Comscore reports that two-thirds of the worldwide internet audience regularly visits social networks. This trend is universal. In South Korea, considered by many to be the world's most developed social network nation, more than 90% of teens and almost half of the entire populations are members of Cyworld. In the US 80% of the young adults, 60% of teens and 30% of adults use social networks. And in the UK 90% of the teens spend time on these sites.
Social networks have become a primary destination for a rapidly expanding universe of online users for managing and enriching a digital lifestyle. The sites provide the ability for users to communicate, to develop their identities, to build a network of relationships, to find information, to share experiences and self-generated content, to buy products, and more.
With the numerous communication tools at their disposal, social networks are becoming integrated communication hubs. The integration of MySpace and Skype, for example, illustrates how social networks and communication applications can converge to benefit users. With more than 118 million active MySpace users and over 370 million Skype registered users around the world, this partnership connects two of the most popular communication platforms to create the world's largest online voice network.
A number of telcos are already responding to the challenges and opportunities of social networking. In 2003, for example, SK telecom acquired Cyworld and is now generating approximately $200 million per year selling digital items and advertising. Telecom operators such as Sprint, AT&T and Vodafone enable MySpace and Facebook members to access their profiles from their cellphones. And Vodafone recently launched 'Connect to Friends', a Facebook application that enables Vodafone and non-Vodafone subscribers to communicate with each other from either a PC or a mobile phone.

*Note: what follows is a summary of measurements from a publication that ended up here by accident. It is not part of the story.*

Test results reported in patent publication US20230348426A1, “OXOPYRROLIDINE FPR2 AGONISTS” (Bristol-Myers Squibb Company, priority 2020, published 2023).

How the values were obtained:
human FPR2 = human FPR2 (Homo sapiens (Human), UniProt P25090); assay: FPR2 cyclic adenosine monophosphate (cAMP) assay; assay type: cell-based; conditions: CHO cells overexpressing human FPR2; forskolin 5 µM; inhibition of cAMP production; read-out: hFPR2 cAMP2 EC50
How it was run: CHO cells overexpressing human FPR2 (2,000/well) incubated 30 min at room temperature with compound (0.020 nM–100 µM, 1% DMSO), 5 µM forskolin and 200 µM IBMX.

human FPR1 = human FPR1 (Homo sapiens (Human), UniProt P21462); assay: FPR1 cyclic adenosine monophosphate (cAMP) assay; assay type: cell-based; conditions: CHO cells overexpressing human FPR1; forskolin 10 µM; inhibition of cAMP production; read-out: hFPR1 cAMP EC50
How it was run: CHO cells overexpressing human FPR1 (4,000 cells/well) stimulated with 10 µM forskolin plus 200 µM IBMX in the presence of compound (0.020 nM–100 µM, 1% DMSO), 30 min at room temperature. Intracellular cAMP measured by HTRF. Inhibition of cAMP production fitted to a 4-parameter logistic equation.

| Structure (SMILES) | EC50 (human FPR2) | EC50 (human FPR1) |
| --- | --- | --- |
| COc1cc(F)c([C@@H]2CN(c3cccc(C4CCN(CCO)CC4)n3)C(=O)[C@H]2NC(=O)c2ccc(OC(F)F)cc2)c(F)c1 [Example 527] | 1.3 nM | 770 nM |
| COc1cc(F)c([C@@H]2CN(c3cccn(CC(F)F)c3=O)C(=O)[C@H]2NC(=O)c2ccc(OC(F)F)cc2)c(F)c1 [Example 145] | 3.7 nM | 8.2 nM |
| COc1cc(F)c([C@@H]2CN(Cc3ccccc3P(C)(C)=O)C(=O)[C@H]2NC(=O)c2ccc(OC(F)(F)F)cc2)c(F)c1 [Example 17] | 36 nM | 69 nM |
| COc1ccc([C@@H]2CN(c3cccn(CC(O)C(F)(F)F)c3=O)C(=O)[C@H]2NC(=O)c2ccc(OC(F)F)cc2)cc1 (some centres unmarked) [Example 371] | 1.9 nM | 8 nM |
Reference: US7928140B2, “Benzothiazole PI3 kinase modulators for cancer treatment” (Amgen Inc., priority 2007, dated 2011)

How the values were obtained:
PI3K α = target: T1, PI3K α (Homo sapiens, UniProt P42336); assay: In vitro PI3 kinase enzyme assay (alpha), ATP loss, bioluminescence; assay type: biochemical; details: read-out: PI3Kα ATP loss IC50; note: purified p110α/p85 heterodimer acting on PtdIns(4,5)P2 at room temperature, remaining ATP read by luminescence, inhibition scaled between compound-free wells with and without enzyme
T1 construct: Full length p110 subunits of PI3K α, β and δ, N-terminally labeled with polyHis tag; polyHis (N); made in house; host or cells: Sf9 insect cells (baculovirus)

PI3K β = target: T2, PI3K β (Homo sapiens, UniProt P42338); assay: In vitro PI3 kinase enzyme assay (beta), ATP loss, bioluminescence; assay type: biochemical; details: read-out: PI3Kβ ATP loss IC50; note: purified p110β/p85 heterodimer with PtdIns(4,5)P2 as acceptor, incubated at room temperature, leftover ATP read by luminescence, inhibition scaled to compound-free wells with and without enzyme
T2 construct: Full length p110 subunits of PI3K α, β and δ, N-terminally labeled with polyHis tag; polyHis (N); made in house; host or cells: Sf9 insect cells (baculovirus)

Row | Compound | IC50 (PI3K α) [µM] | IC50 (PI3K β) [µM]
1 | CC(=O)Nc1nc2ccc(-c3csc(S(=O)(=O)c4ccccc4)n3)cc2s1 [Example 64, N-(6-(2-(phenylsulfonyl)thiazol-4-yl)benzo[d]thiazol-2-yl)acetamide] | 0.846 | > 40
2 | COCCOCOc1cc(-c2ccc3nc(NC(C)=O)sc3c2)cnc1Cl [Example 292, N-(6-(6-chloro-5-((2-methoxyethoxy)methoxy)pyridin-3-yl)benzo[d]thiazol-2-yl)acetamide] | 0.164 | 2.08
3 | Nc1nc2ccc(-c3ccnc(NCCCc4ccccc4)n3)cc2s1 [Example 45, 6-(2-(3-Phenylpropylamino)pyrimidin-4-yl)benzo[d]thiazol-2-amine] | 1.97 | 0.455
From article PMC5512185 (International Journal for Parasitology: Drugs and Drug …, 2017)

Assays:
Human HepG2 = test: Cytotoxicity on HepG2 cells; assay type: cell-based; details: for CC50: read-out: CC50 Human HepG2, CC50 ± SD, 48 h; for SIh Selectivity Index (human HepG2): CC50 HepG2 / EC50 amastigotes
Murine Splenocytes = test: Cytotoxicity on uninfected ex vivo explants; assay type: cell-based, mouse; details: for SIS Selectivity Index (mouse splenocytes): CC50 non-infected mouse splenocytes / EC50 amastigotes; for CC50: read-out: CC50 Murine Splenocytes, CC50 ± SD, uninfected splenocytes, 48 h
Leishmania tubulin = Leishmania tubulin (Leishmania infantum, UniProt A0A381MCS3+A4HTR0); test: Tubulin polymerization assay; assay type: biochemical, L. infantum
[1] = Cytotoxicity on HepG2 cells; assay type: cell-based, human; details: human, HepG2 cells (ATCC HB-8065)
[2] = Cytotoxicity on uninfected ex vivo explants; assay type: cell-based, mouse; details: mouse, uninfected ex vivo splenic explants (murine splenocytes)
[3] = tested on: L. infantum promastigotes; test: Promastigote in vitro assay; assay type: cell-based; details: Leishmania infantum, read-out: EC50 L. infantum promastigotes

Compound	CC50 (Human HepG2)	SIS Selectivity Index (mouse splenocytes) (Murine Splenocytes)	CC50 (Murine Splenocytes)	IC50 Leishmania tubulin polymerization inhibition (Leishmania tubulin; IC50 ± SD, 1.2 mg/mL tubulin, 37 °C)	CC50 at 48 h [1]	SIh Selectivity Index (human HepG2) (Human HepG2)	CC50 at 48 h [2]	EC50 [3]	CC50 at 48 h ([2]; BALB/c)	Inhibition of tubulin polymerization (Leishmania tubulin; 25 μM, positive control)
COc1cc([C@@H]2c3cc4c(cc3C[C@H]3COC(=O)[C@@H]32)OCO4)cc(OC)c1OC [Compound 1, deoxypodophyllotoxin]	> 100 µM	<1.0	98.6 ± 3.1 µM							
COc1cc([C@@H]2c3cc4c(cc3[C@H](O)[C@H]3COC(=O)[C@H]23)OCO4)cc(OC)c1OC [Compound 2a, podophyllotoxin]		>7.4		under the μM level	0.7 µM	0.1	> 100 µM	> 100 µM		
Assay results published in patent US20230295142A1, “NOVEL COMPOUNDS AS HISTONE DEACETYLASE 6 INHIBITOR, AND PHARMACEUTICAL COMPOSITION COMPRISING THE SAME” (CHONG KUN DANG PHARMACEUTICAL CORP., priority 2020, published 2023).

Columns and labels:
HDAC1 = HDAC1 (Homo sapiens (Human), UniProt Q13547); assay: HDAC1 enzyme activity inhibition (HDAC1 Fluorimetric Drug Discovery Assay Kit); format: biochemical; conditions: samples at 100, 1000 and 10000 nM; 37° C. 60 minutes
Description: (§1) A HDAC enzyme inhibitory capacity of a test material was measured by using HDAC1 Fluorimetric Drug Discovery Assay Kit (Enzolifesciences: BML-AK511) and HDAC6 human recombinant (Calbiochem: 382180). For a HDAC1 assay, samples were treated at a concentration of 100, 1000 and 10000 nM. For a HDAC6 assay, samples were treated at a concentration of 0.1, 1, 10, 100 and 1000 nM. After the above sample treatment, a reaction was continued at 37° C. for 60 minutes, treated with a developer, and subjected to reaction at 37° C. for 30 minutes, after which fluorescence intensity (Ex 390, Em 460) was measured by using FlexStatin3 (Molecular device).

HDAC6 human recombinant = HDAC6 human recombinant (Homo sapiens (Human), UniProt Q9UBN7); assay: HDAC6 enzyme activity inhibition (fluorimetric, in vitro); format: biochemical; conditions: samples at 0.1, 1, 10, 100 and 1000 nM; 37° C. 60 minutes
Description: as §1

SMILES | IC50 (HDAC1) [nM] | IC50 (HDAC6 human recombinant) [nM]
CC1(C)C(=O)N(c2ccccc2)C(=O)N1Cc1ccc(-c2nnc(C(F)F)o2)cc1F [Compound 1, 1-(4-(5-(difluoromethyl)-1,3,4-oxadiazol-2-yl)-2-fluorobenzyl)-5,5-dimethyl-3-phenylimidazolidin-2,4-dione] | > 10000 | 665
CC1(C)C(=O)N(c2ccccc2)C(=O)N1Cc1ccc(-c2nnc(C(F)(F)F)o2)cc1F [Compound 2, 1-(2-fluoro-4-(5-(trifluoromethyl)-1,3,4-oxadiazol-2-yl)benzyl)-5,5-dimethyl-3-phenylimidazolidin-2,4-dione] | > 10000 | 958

The widespread social networking phenomenon is a reflection of shifts in two long-term communication trends:
- Communication patterns are changing from personal and conversational to group communication and collaboration, augmented with links, videos, photos and multimedia content that substantially enrich the communications experience.
- Communication control is transitioning from provider-controlled environments to open internet service providers and greater opportunities for user participation.
The so-called 'Net Generation,' who has grown up in a technology-enabled and internet-connected environment is at the forefront of shifting communication patterns. Their preference is for staying connected, sharing, creating content, multitasking, assembling random information into patterns and using technology in new ways. They are the wisdom-of-crowds generation that grew up rating peers, physical attributes, products and services.
These Digital Natives are native speakers of technology, fluent in the digital languages of computers, the internet, video games and the mobile phone, and often living in a state of continuous partial attention. For many of them, social networking is supplanting email, and even voice, as the preferred method of communication. But the shift away from traditional communications to social networking is not limited to this generation. A growing number of adults now use social networking to get what they want from each other, instead of from traditional media and institutions.